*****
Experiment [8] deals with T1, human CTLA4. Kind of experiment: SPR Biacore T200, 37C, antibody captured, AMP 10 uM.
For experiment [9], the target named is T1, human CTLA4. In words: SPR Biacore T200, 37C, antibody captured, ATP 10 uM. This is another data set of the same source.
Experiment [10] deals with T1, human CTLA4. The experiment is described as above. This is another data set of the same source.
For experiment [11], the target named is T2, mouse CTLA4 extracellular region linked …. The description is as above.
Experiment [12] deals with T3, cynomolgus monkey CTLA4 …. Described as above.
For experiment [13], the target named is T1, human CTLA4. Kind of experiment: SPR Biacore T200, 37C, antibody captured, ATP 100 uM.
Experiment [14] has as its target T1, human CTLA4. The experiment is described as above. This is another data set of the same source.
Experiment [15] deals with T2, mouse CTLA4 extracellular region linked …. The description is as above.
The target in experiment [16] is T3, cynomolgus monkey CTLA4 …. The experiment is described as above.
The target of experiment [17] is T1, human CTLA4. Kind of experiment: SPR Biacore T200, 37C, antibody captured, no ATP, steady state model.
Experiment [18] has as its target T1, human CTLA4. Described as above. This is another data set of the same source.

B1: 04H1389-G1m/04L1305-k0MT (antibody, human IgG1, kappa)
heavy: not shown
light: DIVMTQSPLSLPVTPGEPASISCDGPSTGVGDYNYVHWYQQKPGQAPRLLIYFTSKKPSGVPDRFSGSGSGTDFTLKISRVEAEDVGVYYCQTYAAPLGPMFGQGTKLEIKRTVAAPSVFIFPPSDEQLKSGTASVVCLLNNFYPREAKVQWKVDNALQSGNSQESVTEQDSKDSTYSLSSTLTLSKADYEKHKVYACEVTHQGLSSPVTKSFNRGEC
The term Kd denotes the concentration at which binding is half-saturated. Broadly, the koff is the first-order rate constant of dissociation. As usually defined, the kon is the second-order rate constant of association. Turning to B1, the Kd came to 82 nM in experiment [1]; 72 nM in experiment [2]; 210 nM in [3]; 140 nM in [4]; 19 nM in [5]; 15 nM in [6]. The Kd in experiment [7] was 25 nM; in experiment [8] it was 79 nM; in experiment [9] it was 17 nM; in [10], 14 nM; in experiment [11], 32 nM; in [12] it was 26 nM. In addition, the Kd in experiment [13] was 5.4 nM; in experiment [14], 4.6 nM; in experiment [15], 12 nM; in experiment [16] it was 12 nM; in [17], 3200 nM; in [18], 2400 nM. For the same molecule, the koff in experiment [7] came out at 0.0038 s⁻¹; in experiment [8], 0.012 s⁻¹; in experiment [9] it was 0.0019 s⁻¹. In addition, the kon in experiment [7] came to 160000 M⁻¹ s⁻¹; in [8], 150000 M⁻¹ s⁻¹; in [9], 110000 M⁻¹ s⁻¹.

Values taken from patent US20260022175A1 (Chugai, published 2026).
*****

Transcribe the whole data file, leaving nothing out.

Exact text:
Experiment [8] deals with T1, human CTLA4. Kind of experiment: SPR Biacore T200, 37C, antibody captured, AMP 10 uM.
For experiment [9], the target named is T1, human CTLA4. In words: SPR Biacore T200, 37C, antibody captured, ATP 10 uM. This is another data set of the same source.
Experiment [10] deals with T1, human CTLA4. The experiment is described as above. This is another data set of the same source.
For experiment [11], the target named is T2, mouse CTLA4 extracellular region linked …. The description is as above.
Experiment [12] deals with T3, cynomolgus monkey CTLA4 …. Described as above.
For experiment [13], the target named is T1, human CTLA4. Kind of experiment: SPR Biacore T200, 37C, antibody captured, ATP 100 uM.
Experiment [14] has as its target T1, human CTLA4. The experiment is described as above. This is another data set of the same source.
Experiment [15] deals with T2, mouse CTLA4 extracellular region linked …. The description is as above.
The target in experiment [16] is T3, cynomolgus monkey CTLA4 …. The experiment is described as above.
The target of experiment [17] is T1, human CTLA4. Kind of experiment: SPR Biacore T200, 37C, antibody captured, no ATP, steady state model.
Experiment [18] has as its target T1, human CTLA4. Described as above. This is another data set of the same source.

B1: 04H1389-G1m/04L1305-k0MT (antibody, human IgG1, kappa)
heavy: not shown
light: DIVMTQSPLSLPVTPGEPASISCDGPSTGVGDYNYVHWYQQKPGQAPRLLIYFTSKKPSGVPDRFSGSGSGTDFTLKISRVEAEDVGVYYCQTYAAPLGPMFGQGTKLEIKRTVAAPSVFIFPPSDEQLKSGTASVVCLLNNFYPREAKVQWKVDNALQSGNSQESVTEQDSKDSTYSLSSTLTLSKADYEKHKVYACEVTHQGLSSPVTKSFNRGEC
The term Kd denotes the concentration at which binding is half-saturated. Broadly, the koff is the first-order rate constant of dissociation. As usually defined, the kon is the second-order rate constant of association. Turning to B1, the Kd came to 82 nM in experiment [1]; 72 nM in experiment [2]; 210 nM in [3]; 140 nM in [4]; 19 nM in [5]; 15 nM in [6]. The Kd in experiment [7] was 25 nM; in experiment [8] it was 79 nM; in experiment [9] it was 17 nM; in [10], 14 nM; in experiment [11], 32 nM; in [12] it was 26 nM. In addition, the Kd in experiment [13] was 5.4 nM; in experiment [14], 4.6 nM; in experiment [15], 12 nM; in experiment [16] it was 12 nM; in [17], 3200 nM; in [18], 2400 nM. For the same molecule, the koff in experiment [7] came out at 0.0038 s⁻¹; in experiment [8], 0.012 s⁻¹; in experiment [9] it was 0.0019 s⁻¹. In addition, the kon in experiment [7] came to 160000 M⁻¹ s⁻¹; in [8], 150000 M⁻¹ s⁻¹; in [9], 110000 M⁻¹ s⁻¹.

Values taken from patent US20260022175A1 (Chugai, published 2026).